The AI in European Vocational Education

The Future of Jobs report highlights a pressing concern: employers predict that an astonishing 44% of workers’ skills will become obsolete within five years.

AI deployment is rapidly changing Europe’s Economic and Cultural landscape. Vocational Education will be impacted by those changes in many ways, not just in terms of what and how students are learning but also in the need for a large swath of teachers to become AI savvy. It is even more difficult for educational leaders who need to be AI savvy and understand how AI will impact the business around Education. Keeping track and taking advantage of change requires significant effort.

The AI4VET4AI project develops AI literacy curriculums in Europe as part of its remit. Within the project, I am a senior researcher and data storyteller who has, for the past year, been privileged to be part of a team comprised of members from the TIB Eindhoven and the University of Amsterdam. Our recently completed goal was to develop a list of new skills associated with AI literacy. The project also tasked us with recommending curriculum development for European Vocational Education.

The impact of AI in Europe is difficult to track, and the associated skills that students, teachers, and educational policymakers need to learn. However, that was our task. In this post, I will briefly outline how we managed.

Given the complexity and velocity of change in the AI landscape and the immense number of opinions, research, opportunities, regional and sectorial variance in AI approaches and impact, developing a realistic snapshot of our buzzing, turbulent, opinionated reality is rather complex.

From the outset of our investigation, it was clear that any source of truth, such as data from Statistics bureaus, would only partially capture the story we needed to tell. Therefore, the research team triangulated with several methodologies.

I will not bore you with the structural details. Still, we took several robust approaches, including surveys, asking experts, systematic literature reviews, data-driven Job Market Intelligence (JMI), and my part weaving numerous data sources together to provide a coherent story. Thankfully, there was significant support from experts within or associated with the project. For example, ten highly Educated and motivated volunteers filtered 7000 articles from a systematic literature review. You know who I am talking about! Again, thank you, fellow hard workers.

As for the plan, all the methods, comments, and expert feedback reinforced each other, helping the team develop a list of skills and curriculum recommendations based on multiple strands of evidence.

Once the team detailed the AI literacy skills, we chose a limited subset from the greater whole. The skill’s importance is liable to change. Therefore, we also needed an approach to keep track of those changes. Job Market Intelligence using information derived from a BIG set of Job Advertisements is one viable approach. Another supplementary method is keeping track of curated documents in evidence hubs. These evidence hubs are often known as AI observatories; the one funded by the European Commission is AI Watch. All credit is due; this is an excellent resource. There are also periodic reports such as the Stanford AI index report, data hubs, and research papers. Keeping track of AI literacy needs is a full-time job for a whole team.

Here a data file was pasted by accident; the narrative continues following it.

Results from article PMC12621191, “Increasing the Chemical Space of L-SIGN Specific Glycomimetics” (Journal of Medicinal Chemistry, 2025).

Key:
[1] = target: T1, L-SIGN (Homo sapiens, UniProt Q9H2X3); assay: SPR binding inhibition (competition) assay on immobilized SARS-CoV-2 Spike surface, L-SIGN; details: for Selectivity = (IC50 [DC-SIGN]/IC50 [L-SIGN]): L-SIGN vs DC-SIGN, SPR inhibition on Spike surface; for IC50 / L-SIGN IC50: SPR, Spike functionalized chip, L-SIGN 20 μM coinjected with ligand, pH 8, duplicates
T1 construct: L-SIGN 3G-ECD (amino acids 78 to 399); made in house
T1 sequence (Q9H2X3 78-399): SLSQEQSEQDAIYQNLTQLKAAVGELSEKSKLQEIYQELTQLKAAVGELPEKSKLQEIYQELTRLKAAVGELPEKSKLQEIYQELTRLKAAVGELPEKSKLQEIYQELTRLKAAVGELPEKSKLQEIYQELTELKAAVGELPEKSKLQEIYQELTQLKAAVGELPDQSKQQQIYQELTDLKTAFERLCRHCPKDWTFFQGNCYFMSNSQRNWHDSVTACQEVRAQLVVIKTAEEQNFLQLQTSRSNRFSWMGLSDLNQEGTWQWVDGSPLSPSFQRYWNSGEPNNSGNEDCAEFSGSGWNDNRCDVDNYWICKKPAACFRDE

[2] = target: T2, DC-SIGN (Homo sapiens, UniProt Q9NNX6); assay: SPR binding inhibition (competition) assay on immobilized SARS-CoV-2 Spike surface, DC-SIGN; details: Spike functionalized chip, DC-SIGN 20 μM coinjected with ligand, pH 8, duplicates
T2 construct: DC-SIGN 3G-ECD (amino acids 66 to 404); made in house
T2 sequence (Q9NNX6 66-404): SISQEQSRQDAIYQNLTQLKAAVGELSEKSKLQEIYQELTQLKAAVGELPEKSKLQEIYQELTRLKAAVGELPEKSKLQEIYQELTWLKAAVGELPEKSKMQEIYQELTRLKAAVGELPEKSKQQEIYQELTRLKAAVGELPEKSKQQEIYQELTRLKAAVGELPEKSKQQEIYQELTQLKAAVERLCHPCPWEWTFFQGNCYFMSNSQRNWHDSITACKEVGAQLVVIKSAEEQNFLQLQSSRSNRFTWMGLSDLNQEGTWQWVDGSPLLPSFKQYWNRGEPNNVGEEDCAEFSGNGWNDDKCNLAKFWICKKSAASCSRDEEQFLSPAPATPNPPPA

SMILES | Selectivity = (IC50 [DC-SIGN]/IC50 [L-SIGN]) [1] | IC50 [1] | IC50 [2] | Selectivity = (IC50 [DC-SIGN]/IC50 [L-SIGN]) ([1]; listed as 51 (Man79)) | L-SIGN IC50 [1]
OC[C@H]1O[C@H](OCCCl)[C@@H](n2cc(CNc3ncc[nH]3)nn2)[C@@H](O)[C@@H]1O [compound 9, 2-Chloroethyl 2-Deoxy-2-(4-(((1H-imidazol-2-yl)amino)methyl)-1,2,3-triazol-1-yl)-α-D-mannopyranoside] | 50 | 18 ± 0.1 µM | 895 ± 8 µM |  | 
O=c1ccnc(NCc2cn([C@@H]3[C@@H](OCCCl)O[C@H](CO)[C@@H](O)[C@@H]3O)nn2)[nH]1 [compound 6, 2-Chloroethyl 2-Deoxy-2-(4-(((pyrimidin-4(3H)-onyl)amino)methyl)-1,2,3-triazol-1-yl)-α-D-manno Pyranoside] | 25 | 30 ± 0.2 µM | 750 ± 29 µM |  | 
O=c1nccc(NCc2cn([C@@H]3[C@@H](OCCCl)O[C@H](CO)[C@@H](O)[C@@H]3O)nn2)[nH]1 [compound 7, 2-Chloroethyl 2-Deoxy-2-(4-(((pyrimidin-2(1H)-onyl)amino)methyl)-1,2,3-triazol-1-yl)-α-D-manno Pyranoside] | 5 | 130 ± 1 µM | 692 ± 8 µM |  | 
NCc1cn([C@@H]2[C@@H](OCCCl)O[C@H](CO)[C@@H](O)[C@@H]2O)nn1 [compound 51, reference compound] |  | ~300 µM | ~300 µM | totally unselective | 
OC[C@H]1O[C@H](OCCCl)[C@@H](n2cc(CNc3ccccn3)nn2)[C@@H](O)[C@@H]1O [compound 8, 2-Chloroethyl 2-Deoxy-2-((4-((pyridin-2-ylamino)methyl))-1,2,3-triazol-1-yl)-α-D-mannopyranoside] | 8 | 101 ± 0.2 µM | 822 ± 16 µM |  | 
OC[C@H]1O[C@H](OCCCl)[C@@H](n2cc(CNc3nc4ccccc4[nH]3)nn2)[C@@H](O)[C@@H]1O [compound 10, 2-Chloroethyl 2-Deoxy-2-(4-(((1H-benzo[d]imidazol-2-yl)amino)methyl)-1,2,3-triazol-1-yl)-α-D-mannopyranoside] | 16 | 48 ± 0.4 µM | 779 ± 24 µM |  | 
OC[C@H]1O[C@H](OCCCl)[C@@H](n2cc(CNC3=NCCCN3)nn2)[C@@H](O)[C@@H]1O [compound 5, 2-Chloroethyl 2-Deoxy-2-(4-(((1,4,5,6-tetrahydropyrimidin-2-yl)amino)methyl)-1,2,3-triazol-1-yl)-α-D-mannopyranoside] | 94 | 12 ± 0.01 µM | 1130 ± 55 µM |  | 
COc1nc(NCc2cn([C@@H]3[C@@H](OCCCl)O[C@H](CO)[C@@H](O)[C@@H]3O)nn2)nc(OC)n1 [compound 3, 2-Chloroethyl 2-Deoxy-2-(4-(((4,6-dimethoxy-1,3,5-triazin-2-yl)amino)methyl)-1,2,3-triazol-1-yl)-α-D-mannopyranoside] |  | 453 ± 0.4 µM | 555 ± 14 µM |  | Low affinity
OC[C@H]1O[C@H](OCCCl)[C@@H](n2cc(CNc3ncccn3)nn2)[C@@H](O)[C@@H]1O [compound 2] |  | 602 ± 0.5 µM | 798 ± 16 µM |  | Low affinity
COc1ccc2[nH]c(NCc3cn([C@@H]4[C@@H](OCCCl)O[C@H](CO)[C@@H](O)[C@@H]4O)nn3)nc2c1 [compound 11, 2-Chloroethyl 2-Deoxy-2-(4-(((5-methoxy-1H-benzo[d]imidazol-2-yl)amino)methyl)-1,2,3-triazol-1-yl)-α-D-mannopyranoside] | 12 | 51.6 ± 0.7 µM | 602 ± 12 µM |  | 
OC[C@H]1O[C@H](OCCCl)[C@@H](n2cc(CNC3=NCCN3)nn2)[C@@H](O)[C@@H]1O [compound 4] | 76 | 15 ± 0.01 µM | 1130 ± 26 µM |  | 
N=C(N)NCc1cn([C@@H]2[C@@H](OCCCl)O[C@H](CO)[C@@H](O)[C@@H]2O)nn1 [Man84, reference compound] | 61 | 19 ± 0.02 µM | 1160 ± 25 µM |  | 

Based on the multiple strands of evidence, it is essential to recognize that as generative AI continues to advance, we should consider it as a collaborative partner that can sometimes provide convincing yet potentially misleading information. This phenomenon, known as the AI butterfly effect, illustrates how even a small amount of poor-quality training data in AI can result in a significant amount of misleading output. Issues such as the effort to gather data securely, the use of data and privacy, biases in the data, methods of AI training, and the transparency of decision-making processes all present challenges that we must address. In particular, we need to consider how humans interact with AI and the specific training that human users require to utilize AI critically and creatively.

The reality is that low-skilled work is being rapidly disrupted, with tasks such as manual bookkeeping and tourism services increasingly being automated. AI has quickly become integral to our professional lives; we must adapt and evolve alongside these technological advancements. Workers must proactively develop their critical thinking and creative strengths to remain competitive and relevant. Competitiveness requires providing additional value beyond the repetitive, 24/7 drudgery that current AI systems can accomplish. Individuals can augment their abilities and deliver enhanced value by focusing on higher-order transversal skills that support critical thinking and creativity.

Keeping track of the AI literacy landscape requires time, effort, methodology and vigilance. We learned a lot during the investigation and can now efficiently keep track through mixed methods.

After the hard work, we delivered the AI skillset list to the partner teams at AI4VET4AI. We are excited to see how they will use them to create new curriculums. We fully expect that these curriculums will motivate and educate a broad workforce.

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